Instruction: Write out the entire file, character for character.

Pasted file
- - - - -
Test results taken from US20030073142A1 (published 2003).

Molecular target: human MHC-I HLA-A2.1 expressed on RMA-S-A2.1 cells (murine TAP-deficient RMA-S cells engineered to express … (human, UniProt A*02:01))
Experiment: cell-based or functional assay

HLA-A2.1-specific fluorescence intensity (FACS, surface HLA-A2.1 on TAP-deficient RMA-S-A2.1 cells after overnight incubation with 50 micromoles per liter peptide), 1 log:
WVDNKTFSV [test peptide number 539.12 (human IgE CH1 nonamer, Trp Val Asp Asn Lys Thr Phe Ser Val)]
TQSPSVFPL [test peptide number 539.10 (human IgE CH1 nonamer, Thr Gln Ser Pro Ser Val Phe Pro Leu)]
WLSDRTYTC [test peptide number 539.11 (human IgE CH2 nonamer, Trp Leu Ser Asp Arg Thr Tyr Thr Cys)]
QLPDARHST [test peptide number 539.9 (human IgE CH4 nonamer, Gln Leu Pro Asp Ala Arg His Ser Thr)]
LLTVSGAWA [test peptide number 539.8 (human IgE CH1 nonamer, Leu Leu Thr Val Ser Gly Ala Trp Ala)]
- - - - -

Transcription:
Test results taken from US20030073142A1 (published 2003).

Molecular target: human MHC-I HLA-A2.1 expressed on RMA-S-A2.1 cells (murine TAP-deficient RMA-S cells engineered to express … (human, UniProt A*02:01))
Experiment: cell-based or functional assay

HLA-A2.1-specific fluorescence intensity (FACS, surface HLA-A2.1 on TAP-deficient RMA-S-A2.1 cells after overnight incubation with 50 micromoles per liter peptide), 1 log:
WVDNKTFSV [test peptide number 539.12 (human IgE CH1 nonamer, Trp Val Asp Asn Lys Thr Phe Ser Val)]
TQSPSVFPL [test peptide number 539.10 (human IgE CH1 nonamer, Thr Gln Ser Pro Ser Val Phe Pro Leu)]
WLSDRTYTC [test peptide number 539.11 (human IgE CH2 nonamer, Trp Leu Ser Asp Arg Thr Tyr Thr Cys)]
QLPDARHST [test peptide number 539.9 (human IgE CH4 nonamer, Gln Leu Pro Asp Ala Arg His Ser Thr)]
LLTVSGAWA [test peptide number 539.8 (human IgE CH1 nonamer, Leu Leu Thr Val Ser Gly Ala Trp Ala)]